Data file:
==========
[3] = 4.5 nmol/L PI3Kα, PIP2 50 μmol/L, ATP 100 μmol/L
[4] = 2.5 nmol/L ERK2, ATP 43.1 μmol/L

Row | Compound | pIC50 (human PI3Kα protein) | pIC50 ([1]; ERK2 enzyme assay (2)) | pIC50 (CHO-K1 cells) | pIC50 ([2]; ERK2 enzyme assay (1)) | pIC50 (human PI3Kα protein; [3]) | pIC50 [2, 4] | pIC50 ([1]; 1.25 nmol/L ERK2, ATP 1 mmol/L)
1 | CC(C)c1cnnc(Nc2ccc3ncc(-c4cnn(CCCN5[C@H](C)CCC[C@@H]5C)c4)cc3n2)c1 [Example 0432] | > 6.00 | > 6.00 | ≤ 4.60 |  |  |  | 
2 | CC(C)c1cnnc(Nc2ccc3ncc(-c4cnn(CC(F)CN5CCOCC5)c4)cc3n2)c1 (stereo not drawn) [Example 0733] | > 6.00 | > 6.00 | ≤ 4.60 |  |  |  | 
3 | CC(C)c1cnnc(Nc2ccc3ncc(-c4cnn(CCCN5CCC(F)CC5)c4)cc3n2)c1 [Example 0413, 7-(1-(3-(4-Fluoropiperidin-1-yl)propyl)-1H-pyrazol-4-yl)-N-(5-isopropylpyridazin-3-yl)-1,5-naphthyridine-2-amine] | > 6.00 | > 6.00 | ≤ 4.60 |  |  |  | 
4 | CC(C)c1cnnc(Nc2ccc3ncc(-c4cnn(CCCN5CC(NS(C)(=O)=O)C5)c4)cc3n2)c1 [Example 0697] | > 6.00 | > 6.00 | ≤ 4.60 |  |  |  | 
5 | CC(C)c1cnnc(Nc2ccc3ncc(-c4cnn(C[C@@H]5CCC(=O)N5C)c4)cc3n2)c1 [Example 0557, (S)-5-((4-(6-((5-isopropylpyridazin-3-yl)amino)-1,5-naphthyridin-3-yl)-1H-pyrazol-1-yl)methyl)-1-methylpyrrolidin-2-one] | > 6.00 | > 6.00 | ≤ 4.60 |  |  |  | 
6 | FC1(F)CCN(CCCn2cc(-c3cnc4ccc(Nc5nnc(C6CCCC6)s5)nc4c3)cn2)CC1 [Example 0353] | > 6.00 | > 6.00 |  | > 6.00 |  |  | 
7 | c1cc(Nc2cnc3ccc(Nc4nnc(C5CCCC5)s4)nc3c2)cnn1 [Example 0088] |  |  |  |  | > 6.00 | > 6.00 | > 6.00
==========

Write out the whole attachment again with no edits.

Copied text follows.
[3] = 4.5 nmol/L PI3Kα, PIP2 50 μmol/L, ATP 100 μmol/L
[4] = 2.5 nmol/L ERK2, ATP 43.1 μmol/L

Row | Compound | pIC50 (human PI3Kα protein) | pIC50 ([1]; ERK2 enzyme assay (2)) | pIC50 (CHO-K1 cells) | pIC50 ([2]; ERK2 enzyme assay (1)) | pIC50 (human PI3Kα protein; [3]) | pIC50 [2, 4] | pIC50 ([1]; 1.25 nmol/L ERK2, ATP 1 mmol/L)
1 | CC(C)c1cnnc(Nc2ccc3ncc(-c4cnn(CCCN5[C@H](C)CCC[C@@H]5C)c4)cc3n2)c1 [Example 0432] | > 6.00 | > 6.00 | ≤ 4.60 |  |  |  | 
2 | CC(C)c1cnnc(Nc2ccc3ncc(-c4cnn(CC(F)CN5CCOCC5)c4)cc3n2)c1 (stereo not drawn) [Example 0733] | > 6.00 | > 6.00 | ≤ 4.60 |  |  |  | 
3 | CC(C)c1cnnc(Nc2ccc3ncc(-c4cnn(CCCN5CCC(F)CC5)c4)cc3n2)c1 [Example 0413, 7-(1-(3-(4-Fluoropiperidin-1-yl)propyl)-1H-pyrazol-4-yl)-N-(5-isopropylpyridazin-3-yl)-1,5-naphthyridine-2-amine] | > 6.00 | > 6.00 | ≤ 4.60 |  |  |  | 
4 | CC(C)c1cnnc(Nc2ccc3ncc(-c4cnn(CCCN5CC(NS(C)(=O)=O)C5)c4)cc3n2)c1 [Example 0697] | > 6.00 | > 6.00 | ≤ 4.60 |  |  |  | 
5 | CC(C)c1cnnc(Nc2ccc3ncc(-c4cnn(C[C@@H]5CCC(=O)N5C)c4)cc3n2)c1 [Example 0557, (S)-5-((4-(6-((5-isopropylpyridazin-3-yl)amino)-1,5-naphthyridin-3-yl)-1H-pyrazol-1-yl)methyl)-1-methylpyrrolidin-2-one] | > 6.00 | > 6.00 | ≤ 4.60 |  |  |  | 
6 | FC1(F)CCN(CCCn2cc(-c3cnc4ccc(Nc5nnc(C6CCCC6)s5)nc4c3)cn2)CC1 [Example 0353] | > 6.00 | > 6.00 |  | > 6.00 |  |  | 
7 | c1cc(Nc2cnc3ccc(Nc4nnc(C5CCCC5)s4)nc3c2)cnn1 [Example 0088] |  |  |  |  | > 6.00 | > 6.00 | > 6.00